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Councils face £1bn-a-year funding gap for single homelessness as charities give government ‘wake-up call’

Local authorities in England have more than halved their spending on single homeless people since 2008 spending and are spending £1bn less a year, major research from homeless charities have found.

St Mungo’s and Homeless Link said that with the number of people sleeping rough is 165% higher than it was in 2010, the report should be a “wake-up call” – or the government could face missing its target of ending rough sleeping by 2027.

The report, ‘Local Authority Spending on Homelessness’, shows that support services for single homeless people in England have lost £5bn overall since 2009, and council spending has fallen 53% between 2008-9 and 2017-18.

The charities are warning that cuts to council budgets are leaving increasing numbers of people at risk on the streets, and have called for the government to provide a ring-fenced grant to local authorities in the Spending Review to replace the Supporting People programme.

Rick Henderson, chief executive of Homeless Link, said: “There are too many people sleeping rough and facing homelessness in this country – we can see it every day on our streets and it is unacceptable.

“Guaranteed and long-term funding for councils to prevent and resolve homelessness would be a game changer. It would allow for focused, joined-up, strategic commissioning of services that truly work.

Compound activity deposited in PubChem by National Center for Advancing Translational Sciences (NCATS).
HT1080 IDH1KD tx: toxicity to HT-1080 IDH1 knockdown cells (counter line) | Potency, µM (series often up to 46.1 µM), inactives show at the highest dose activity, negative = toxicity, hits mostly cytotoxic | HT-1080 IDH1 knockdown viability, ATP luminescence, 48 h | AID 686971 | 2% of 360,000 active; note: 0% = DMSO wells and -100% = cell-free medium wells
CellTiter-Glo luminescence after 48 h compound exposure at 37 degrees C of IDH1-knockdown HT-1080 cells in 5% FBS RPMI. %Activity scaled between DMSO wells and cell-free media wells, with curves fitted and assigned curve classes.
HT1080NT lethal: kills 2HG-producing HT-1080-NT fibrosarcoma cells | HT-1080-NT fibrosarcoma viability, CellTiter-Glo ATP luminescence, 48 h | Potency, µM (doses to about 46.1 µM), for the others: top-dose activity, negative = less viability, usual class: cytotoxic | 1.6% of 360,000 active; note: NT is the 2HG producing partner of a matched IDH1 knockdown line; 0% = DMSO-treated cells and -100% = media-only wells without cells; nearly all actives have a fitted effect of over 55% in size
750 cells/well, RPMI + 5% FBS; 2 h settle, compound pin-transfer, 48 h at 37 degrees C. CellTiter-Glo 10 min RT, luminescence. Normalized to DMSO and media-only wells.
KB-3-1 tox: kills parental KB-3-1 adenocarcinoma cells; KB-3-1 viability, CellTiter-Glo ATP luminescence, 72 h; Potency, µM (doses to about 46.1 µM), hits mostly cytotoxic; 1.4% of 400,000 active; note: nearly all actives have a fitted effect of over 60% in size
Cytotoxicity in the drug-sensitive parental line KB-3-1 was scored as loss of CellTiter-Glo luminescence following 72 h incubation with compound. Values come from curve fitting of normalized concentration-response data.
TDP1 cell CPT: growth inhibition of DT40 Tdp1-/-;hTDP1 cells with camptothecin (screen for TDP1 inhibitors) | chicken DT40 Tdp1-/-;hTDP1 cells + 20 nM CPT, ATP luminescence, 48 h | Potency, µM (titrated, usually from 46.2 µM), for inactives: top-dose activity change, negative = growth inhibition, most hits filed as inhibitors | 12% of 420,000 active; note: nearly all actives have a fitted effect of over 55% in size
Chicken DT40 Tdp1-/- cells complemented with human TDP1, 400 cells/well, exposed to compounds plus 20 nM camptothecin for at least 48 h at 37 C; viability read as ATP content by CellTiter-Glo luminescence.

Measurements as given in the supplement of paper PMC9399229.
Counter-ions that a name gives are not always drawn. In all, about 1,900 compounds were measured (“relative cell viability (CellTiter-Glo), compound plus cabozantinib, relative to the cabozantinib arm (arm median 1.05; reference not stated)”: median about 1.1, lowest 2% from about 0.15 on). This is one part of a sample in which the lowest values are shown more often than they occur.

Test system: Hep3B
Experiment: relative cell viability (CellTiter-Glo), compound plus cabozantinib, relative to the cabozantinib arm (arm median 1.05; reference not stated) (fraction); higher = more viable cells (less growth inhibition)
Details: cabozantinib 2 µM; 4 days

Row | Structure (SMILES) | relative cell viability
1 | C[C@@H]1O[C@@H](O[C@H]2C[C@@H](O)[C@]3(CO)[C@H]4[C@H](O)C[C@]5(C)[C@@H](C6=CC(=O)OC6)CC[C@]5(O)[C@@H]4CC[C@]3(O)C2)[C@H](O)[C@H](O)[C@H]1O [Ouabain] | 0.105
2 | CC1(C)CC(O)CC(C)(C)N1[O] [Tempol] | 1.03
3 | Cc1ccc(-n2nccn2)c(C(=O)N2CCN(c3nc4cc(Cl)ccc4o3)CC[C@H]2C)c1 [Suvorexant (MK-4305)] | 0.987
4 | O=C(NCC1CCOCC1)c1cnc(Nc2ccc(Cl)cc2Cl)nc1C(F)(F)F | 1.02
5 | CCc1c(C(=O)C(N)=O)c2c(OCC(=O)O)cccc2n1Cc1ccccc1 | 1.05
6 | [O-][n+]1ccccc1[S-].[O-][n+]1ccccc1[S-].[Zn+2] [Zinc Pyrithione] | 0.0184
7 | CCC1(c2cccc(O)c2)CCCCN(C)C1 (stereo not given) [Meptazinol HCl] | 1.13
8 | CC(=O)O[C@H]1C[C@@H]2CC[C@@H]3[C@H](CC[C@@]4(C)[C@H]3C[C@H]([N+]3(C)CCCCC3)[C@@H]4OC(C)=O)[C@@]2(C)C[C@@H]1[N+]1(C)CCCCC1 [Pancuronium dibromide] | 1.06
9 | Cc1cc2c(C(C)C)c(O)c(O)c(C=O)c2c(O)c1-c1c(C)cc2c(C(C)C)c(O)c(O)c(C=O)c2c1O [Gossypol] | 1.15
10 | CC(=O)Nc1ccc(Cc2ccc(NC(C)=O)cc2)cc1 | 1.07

“The government have a chance to do this in the upcoming Spending Review and we urge them to do so.”

Single people and couples without children are the least likely to have a legal right to be housed by their council, and therefore are the most likely to end up sleeping on the streets.

The researchers asked councils and service providers about the impact of cuts and found a worrying reduction in services aimed at preventing homelessness such as family mediation and tenancy sustainment.

They said without early intervention services, people are being forced into homelessness and can only receive support after reaching crisis point – and have called on the government to redress the shortfall by investing an extra £1bn a year.

Whilst St Mungo’s and Homeless Link said the government’s rough sleeping strategy has provided welcome additional funding for homelessness services, it falls far short of replacing the lost funding identified in the research.

Howard Sinclair, chief executive of St Mungo’s, said: “This shocking billion pound a year funding gap must be a wake-up call for the government.

“Councils have a crucial role to play in preventing and reducing homelessness and rough sleeping, but years of cuts have left them struggling to tackle rising homelessness with fewer and fewer resources. The human cost of these cuts is all too real.”

Image credit - wcjohnston


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